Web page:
So many thanks to my hosts in Copenhagen, and in Italia.
Especially in Genova and Milano, where they have blogger communities that remind me very much of the one in Greensboro I met a few years back. I told them about the strange little city in North Carolina with more bloggers per capita than San Francisco, Cambridge or Sunnyvale.
They were so gracious and so well-informed. In both places, they asked me about Hypercamp, an idea that I have to admit, no one in California has ever invited me to discuss, to my chagrin. I suggested that Hypercamp was not their next step, that they ought to try a structured unconference, like BloggerCon, with fully empowered and respected discussion leaders who are benevolent dictators, cutting off people who repeat themselves or who promote their products or companies, calling on people with important ideas and perspectives even if they don’t have their hands raised, and where there are no presentations, no panels, no speakers and no audience.
They have had a lot of BarCamps, of all flavors, all over the country, and they are looking for the next thing to do.
I asked that they please consider creating a small subset of their interests on an English-language blog, so we can integrate their work with that of bloggers in the non-Italian speaking world, which is virtually everywhere but Italy. These are very smart, very good, very natural-born bloggers, and it would be great if they could share their enthusiasm and knowledge with all of us around the world. I pointed out that Italy is a popular tourist destination. Wouldn’t it be great to have a TouristCamp, where people come from all over the world to taste La Dolce Vita while they work on new ideas and technology for social networking over a plate of delicious Italian food, breathing fresh Mediterranean air?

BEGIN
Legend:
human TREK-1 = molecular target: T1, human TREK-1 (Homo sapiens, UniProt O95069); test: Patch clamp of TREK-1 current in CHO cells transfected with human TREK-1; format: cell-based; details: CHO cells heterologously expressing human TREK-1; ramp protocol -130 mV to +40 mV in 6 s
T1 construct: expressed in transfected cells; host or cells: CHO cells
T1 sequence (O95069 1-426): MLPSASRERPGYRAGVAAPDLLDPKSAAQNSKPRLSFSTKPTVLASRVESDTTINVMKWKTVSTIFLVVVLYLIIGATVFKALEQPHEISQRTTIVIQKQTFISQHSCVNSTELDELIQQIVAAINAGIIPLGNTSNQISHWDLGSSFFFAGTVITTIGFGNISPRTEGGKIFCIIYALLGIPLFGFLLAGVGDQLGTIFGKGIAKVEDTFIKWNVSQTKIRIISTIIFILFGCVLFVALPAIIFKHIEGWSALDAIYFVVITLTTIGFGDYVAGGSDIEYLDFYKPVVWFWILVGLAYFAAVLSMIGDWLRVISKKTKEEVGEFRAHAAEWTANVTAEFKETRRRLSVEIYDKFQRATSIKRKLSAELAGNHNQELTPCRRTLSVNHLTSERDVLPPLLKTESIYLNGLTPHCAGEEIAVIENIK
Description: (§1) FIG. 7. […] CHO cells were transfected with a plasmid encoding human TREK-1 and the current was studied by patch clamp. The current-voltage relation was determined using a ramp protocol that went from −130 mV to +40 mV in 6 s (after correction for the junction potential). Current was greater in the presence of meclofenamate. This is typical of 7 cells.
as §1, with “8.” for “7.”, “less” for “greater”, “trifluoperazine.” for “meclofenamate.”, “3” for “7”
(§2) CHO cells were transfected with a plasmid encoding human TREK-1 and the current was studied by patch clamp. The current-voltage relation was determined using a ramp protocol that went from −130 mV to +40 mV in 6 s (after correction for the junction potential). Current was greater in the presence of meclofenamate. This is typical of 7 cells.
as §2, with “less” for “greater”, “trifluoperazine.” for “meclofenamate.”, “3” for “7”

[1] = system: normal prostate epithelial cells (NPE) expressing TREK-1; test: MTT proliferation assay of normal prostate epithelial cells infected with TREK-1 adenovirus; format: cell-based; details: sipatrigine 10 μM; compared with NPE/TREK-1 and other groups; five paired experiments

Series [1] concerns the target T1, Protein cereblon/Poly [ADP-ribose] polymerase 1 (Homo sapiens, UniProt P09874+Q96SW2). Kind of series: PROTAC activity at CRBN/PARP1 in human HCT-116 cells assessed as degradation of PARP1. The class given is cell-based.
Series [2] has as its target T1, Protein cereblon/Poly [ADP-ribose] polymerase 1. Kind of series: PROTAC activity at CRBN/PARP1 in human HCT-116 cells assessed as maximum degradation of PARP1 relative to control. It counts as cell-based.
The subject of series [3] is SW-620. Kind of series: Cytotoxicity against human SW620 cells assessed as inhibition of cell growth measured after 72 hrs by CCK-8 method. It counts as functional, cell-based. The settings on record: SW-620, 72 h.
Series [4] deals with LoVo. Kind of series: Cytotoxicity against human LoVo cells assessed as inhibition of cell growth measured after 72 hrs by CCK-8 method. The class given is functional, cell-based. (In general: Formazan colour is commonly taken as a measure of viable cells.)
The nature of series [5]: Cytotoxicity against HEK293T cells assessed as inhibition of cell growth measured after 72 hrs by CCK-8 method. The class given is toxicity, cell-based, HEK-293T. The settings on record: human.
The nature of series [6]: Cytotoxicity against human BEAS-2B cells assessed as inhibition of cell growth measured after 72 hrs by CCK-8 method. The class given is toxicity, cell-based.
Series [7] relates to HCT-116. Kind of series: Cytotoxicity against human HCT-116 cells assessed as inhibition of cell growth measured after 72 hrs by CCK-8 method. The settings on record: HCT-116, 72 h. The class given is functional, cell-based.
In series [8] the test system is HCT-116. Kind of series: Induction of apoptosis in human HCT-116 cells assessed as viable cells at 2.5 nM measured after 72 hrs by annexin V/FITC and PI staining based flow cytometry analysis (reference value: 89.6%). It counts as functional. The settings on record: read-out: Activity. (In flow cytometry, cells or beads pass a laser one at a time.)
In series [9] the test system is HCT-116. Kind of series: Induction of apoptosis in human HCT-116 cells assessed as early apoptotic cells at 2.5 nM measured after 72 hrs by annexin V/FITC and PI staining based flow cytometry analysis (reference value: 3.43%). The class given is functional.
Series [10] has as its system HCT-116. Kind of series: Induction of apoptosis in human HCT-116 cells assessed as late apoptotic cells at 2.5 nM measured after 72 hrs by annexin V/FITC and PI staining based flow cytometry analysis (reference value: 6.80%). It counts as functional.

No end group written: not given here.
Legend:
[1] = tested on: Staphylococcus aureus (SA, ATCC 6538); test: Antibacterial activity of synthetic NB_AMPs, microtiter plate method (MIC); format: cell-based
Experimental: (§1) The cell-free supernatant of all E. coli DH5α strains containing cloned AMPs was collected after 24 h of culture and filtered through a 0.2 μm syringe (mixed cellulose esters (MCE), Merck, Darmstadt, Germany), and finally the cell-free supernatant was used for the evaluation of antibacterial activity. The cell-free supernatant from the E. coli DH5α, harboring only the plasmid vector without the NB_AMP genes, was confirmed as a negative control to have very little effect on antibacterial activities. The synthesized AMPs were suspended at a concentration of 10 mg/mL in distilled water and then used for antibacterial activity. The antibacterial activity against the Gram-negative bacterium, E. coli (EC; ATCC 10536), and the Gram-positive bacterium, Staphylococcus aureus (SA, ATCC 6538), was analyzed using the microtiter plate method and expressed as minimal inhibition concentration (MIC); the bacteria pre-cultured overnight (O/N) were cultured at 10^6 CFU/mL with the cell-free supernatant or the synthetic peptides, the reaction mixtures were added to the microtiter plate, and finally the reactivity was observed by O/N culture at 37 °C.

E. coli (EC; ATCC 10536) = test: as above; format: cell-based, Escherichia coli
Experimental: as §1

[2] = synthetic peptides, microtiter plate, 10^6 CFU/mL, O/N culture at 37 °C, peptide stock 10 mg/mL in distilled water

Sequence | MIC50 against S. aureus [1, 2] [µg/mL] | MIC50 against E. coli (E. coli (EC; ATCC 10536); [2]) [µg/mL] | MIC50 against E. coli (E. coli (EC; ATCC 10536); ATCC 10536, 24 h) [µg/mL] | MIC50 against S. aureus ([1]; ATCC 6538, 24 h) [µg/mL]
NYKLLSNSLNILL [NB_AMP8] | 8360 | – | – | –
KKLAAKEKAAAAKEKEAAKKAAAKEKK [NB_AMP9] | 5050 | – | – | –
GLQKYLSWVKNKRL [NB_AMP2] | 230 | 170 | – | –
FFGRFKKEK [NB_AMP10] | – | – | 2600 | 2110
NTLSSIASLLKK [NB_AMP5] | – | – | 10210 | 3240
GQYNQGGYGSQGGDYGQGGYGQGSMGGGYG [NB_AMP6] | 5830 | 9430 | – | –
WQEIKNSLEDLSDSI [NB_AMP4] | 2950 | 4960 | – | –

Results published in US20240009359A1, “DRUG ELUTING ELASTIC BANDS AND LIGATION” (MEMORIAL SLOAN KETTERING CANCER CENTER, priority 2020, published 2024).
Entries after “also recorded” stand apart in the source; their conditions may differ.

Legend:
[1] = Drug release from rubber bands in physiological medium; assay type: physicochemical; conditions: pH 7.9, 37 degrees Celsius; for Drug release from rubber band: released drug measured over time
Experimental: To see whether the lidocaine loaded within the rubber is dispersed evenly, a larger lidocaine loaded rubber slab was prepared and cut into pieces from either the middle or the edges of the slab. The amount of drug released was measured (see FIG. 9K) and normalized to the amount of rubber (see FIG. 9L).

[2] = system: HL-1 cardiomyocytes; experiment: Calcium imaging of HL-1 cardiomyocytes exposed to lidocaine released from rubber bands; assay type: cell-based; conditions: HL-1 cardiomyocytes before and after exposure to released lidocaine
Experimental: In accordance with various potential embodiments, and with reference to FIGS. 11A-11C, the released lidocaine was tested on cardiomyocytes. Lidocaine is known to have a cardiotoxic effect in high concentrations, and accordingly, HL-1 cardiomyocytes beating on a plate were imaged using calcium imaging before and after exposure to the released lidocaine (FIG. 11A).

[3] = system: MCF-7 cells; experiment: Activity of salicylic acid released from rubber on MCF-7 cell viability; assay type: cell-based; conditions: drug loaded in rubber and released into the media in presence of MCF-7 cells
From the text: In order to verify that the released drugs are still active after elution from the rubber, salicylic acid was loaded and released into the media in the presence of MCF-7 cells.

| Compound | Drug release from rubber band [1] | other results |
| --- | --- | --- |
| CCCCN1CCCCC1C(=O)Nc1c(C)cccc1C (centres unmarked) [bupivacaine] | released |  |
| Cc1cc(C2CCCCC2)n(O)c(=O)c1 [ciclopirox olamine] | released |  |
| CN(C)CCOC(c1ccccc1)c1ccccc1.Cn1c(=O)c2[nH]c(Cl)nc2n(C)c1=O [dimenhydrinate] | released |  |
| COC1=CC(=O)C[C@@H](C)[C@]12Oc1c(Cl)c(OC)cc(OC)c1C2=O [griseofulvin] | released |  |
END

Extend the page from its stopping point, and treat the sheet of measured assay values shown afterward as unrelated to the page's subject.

In other words, would Italy like to be our host? All that’s standing in the way, imho, is a little international outreach.
More to say, when I get some of that famous perspective that comes from sleeping and walking and breathing, back home in California.
Here are the much-delayed pictures from my day in Pisa (Tuesday). Click back in the sequence to see all 10 pics.
My clock is all kablooey again.
After the very nice blogger dinner in Milano on Wednesday night, I got a ride with Gaspars, a blogger from Como, to a hotel near the Malpense airport, where after logging in, I got three hours sleep before I had to wake up, shower and get over to the airport to make a 6:15AM flight.
On the way to the airport Gaspars asked what was the most impressive thing I saw in Italy, and I hesitated, explaining that I figure things like that out after I have a chance to walk and sleep and process all the events. But I answered anyway. The ruins of ancient Rome. (And I was thinking the beauty of Italian women.)
Anyway when I woke up this morning, it was 7PM Wednesday night in Berkeley. That’s important because in a few minutes, when I board the plane to SFO, I’ll switch my watch to that time zone. At that time it will be 2AM. I still will have only slept 3 hours in the last 24.
By the time I get to Berkeley, it will be 3PM local time (which is midnight in Europe).
Will I sleep on the plane? Should I try? (My guess is not. It would be better to arrive exhausted, and then, again, try to stay up as late as I possibly can, to get my sleeping clock synched up with local time.)
But we’ll find out.
And it’s also worth mentioning that KLM said my return reservation had been cancelled and rebooked six times since I arrived in Europe. I had a major panic in Pisa when I saw that my reservation had been cancelled on the KLM website. It took two long calls over two days to get it reinstated, but when I arrived at the airport today in Milan, it was cancelled again. It took a lot of insisting I wasn’t going to leave without a boarding pass to actually get one, and they had to issue a hand-written one because the system wouldn’t let them print a boarding pass.
Then it occurred to me that it’s possible that somehow someone who reads this blog and saw I was returning via Milan, guessed which flight I was on (not too hard, there’s only one way to connect from Milan to SFO each day) and it doesn’t require a password or mother’s maiden name to cancel a reservation. Scary thought. Reading in yesterday’s WSJ or IHT (can’t remember which) that printed tickets are going to be completely phased out soon, this is not a pleasant thought. Seems they’d better get some kind of identity system going for the online ticketing system before making the full switchover? Not sure about this, obviously. It’s totally possible that it was a computer glitch or a leftover Y2K bug that kept knocking my reservation off the system.